2 2 3/2 aρ dE = ρL ρdz 4 πε 0 (ρ2 + z 2 ) 3 / 2 aρ Eρ = E = ∫ ρL ρdz a 2 2 3/2 ρ − ∞ 4 πε0 (ρ + z ) ∞ Evaluate the integral using change of variable: Let z = ρ tan α > dz = ρ sec2 α dα Let ρL ρ(ρ sec 2 α)dα E= ∫ a 2 2 2 3/2 ρ − π / 2 4 πε0 (ρ + ρ tan α)
π/2 z α ρ tan α = z/ρ ρ =L 4 πε0 ρL π / 2 sec 2 α sec 2 α dαaρ = dαaρ ∫ ∫ 3 2 3/2 4 πε0 ρ − π / 2 sec α − π / 2 ρ(1 + tan α)
π/2 ρL π / 2 ρL ρL π/2 = cos αdαaρ = aρ sin α − π / 2 = aρ ∫ 4 πε0ρ − π / 2 4 πε0ρ 2πε0ρ Therefore, the electric field due to a uniform lline charge along Therefore, uniform ine the zaxis is equal to the
E= ρL aρ 2πε0ρ Note: 1. The electric field due to an infinite line of charge is directed radially cted outward or into to the line charge. outward 2. The electric field varies inversely with the distance from the line he charge charge 3. If the line charge density is positive, the electric field “emanates” 3. from the charge. If the line charge density is negative, the electric ectric field “converges” to the line charge. Field of a Sheet of Charge Field
Define ρS = surface charge density Define
dy ρs
y Due to symmetry, the electric Due field at a point is not a function of y and z, and does not have components parallel to the yz components plane. plane. To simplify the solution, treat To the vertical strip as a uniform line charge. The sheet of charge may now be regarded as an infinite number of line charges placed beside each other. other. (x, 0, 0) Ex If the surface charge density is ρs, the line charge density of a If the “vertical” strip is ρs dy strip dy ρs
y For a line charge in the zaxis, For recall that recall ρL E= aρ 2πε0ρ Therefore:
dE x = = = ρS dy 2πε0 x + y ρS dy 2πε0 x + y
2 2 2 2 2 cos βax ax β
(x, 0, 0) x x +y
2 dEx ρS xdy ax 2 2 2πε0 ( x + y ) ρ xdy dE x = S 2 a 2x 2πε0 x + y ∞ ρS x 1 Ex = E = ax ∫ 2 dy 2 2πε0 −∞ x + y Note: ∫ du 1 u = tan−1 + C a a2 + u 2 a
y = +∞ ρS x 1 −1 y a x = ρ S π − ( − π ) a x E= tan 2πε0 x x y = −∞ 2πε0 2 2 E= ρS ax 2ε 0 At the negative xaxis (or at the “back” of the sheet of charge), axis
E=− ρS ax 2ε 0 In general, the electric field due to an infinite sheet of charge is equal to In ρS E= aN 2ε 0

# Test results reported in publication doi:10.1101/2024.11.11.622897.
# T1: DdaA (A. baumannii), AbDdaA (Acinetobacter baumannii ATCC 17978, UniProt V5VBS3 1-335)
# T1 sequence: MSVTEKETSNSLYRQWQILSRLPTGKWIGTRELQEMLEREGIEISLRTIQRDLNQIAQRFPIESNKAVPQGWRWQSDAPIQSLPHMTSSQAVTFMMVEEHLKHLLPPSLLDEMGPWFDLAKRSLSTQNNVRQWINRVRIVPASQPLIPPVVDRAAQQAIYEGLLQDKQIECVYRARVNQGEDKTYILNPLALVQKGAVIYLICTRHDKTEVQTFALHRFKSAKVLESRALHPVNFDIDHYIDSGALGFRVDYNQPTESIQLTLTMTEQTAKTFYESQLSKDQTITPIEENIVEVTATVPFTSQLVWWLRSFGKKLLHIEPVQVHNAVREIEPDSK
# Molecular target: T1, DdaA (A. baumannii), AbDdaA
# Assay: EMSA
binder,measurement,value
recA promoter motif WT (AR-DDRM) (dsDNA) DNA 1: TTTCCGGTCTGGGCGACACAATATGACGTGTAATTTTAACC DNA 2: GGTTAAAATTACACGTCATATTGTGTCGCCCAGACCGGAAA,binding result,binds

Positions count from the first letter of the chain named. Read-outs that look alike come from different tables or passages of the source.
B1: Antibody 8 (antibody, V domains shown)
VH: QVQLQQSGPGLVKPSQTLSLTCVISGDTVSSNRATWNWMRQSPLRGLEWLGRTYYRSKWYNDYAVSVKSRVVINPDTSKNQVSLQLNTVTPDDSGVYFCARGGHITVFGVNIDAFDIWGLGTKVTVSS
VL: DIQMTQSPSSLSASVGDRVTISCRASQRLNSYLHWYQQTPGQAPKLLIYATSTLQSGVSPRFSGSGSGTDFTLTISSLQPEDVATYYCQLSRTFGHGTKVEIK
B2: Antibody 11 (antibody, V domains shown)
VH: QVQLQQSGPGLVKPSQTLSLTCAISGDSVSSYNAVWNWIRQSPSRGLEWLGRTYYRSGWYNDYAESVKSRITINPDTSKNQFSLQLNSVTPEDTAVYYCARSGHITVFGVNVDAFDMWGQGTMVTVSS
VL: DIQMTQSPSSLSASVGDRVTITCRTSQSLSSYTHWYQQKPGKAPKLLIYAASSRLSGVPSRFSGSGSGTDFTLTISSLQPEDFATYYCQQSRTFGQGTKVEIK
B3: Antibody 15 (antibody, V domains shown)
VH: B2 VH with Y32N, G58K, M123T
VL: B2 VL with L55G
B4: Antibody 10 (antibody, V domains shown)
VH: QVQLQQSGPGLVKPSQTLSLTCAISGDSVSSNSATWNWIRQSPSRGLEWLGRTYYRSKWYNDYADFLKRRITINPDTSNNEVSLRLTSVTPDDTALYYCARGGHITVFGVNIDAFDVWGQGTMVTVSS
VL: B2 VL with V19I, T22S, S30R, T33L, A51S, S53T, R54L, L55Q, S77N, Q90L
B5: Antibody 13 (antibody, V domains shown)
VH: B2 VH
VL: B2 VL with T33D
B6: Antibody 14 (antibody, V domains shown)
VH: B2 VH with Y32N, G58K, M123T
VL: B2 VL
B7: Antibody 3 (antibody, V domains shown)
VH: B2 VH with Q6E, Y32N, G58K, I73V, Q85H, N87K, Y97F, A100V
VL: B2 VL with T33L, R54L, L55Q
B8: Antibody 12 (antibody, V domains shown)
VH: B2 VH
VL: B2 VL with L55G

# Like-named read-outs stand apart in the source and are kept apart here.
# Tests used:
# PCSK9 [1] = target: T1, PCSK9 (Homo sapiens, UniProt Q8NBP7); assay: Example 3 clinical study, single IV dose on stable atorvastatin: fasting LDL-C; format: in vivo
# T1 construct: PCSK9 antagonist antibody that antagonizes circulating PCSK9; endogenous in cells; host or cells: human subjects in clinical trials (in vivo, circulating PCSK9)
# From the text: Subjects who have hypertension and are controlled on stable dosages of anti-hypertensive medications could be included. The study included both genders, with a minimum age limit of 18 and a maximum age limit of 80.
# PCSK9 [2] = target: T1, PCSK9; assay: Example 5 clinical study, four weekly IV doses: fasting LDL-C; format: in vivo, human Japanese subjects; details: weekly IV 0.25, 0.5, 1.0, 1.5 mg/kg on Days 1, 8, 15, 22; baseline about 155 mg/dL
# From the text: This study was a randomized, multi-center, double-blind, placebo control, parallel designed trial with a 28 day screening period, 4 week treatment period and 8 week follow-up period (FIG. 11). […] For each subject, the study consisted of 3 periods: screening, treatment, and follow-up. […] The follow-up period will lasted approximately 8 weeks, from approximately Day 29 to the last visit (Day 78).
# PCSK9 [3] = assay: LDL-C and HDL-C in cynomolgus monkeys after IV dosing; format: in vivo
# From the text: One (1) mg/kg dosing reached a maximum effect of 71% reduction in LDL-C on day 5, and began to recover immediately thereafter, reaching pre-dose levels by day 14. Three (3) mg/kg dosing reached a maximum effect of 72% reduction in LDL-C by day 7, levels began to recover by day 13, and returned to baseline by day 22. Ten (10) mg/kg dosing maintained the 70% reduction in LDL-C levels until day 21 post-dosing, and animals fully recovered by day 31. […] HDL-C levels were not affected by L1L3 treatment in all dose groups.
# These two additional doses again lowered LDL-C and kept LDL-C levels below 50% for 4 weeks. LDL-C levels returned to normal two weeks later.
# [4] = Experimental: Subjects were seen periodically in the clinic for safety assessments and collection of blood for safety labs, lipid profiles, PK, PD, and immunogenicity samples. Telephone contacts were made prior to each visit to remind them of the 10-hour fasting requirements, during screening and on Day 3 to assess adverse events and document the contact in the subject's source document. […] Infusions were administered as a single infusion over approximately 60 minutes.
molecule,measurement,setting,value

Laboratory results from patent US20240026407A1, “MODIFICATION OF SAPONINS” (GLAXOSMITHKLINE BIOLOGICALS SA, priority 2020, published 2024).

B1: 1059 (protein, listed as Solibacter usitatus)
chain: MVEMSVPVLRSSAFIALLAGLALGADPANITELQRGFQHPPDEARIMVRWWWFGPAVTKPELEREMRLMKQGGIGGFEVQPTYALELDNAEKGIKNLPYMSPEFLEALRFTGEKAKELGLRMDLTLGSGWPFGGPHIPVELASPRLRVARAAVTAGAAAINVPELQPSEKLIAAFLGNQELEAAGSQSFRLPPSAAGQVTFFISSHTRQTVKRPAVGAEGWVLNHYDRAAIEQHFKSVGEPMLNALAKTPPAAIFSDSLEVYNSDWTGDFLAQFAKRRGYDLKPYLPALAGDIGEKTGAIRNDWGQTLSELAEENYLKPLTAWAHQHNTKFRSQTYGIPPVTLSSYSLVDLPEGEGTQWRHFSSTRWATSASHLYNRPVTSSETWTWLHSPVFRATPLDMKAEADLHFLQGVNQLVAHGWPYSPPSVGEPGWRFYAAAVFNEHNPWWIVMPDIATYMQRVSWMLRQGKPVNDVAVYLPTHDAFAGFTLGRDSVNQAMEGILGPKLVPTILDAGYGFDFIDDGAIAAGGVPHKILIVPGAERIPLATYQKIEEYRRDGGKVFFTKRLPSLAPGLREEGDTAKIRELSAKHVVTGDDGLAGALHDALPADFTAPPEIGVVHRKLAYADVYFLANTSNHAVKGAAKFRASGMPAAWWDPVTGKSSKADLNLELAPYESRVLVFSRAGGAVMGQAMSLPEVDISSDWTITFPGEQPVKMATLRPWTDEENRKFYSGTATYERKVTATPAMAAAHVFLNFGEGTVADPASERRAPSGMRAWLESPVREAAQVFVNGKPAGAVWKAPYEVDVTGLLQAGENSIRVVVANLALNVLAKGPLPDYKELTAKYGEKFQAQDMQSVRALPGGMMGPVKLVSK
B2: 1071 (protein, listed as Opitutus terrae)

Notes: 1. aN iis a unit vector perpendicular and pointing away from the s surface surface 2. The electric field intensity is constant. 3. If the surface charge density is positive, the electric field 3. surface charge “emanates” from the sheet of charge. If the line charge density is from sheet If negative, the electric field “is into” to the surface charge. to charge. Example: Example: A lline charge with charge density equal to 10 nC/m is at x = 4, z = 3. A ine sheet of charge with surface charge density equal to 1 nC/m2 is at the xyplane. What is the electric field at P(2,3,5)? plane. z P EL ES y Side view: EL z
D ES x
x EL z
D D = −2a x + 2az D = (−2) 2 + 2 2 = 2.828 − 2a x + 2a z aD = = −0.707a x + 0.707az 2.828 ES x
10 × 10 −9 EL = (−0.707a x + 0.707az ) = −44.939a x + 44.939az V/m 2πε0 (2.828) − 1 × 10 −9 ES = az = −56.472 az V/m 2ε 0 EP = EL + ES = −44.94a x − 11.53az V/m Streamlines and Sketches of Fields Streamlines
Given an expression of E, how will one draw (sketch) the field? Given Take, for example, a point charge. The arrows show the direction of the field at every point along the line, and the separation of the lines is inversely proportional to the strength of the field. strength The lines are called streamlines. The streamlines Given a two dimensional field (Ez = 0), the equation of a streamline is Given 0), obtained by solving the differential equation obtained
Ey Ex
y = dy dx Ey
∆x E
∆y Ex
x Example. The electric field intensity is given as The E = 5e2x (sin 2y ax  cos 2y ay) V/m (sin cos Find the equation of the streamline passing through the point P(0.5, 0.5, π/10, 0). Solution: Solving the differential equation
dy − 5e −2 x cos 2y = = − cot 2 y −2 x dx 5e sin 2y
Ey Ex = dy : dx − dx = tan 2 ydy − ∫ dx = ∫ tan 2ydy 1 − x = ln(sec 2 y) + C 2 − 2 x + C' = ln(sec 2y ) e −2 x + C' = K ' e −2 x = sec 2y Ke 2 x = cos 2 y To solve for K, use the fact that the streamline passes through P (0.5, π/10, 0): Ke 2 x = cos 2 y Ke2(0.5) = cos π/5 K = 0.298 Therefore, the equation of the streamline through P is 0.298 e2x = cos 2y 2y ...
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 Winter '10
 JoelJosephMarciano
 Charge, Electrostatics, Electric charge, Fundamental physics concepts, Continuous Charge Distribution Electric